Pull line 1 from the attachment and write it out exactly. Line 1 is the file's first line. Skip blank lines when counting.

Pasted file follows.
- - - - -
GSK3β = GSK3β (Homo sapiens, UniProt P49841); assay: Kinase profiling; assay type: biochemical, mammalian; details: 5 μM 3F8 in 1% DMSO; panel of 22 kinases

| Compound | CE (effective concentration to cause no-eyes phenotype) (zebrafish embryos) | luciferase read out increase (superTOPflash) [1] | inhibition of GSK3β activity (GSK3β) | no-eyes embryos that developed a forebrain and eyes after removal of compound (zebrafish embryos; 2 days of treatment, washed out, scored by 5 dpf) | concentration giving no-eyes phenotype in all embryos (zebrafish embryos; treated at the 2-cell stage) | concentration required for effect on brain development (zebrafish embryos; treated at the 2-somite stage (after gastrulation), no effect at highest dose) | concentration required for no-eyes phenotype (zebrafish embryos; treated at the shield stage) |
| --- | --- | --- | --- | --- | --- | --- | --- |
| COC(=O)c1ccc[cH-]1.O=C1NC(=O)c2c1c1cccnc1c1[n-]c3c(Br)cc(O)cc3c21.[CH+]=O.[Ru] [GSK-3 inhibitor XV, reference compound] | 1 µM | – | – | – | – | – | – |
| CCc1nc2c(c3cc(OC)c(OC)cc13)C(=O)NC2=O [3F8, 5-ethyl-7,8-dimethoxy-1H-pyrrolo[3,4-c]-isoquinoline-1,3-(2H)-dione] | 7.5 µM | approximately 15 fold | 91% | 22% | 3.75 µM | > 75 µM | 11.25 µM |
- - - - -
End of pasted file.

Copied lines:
GSK3β = GSK3β (Homo sapiens, UniProt P49841); assay: Kinase profiling; assay type: biochemical, mammalian; details: 5 μM 3F8 in 1% DMSO; panel of 22 kinases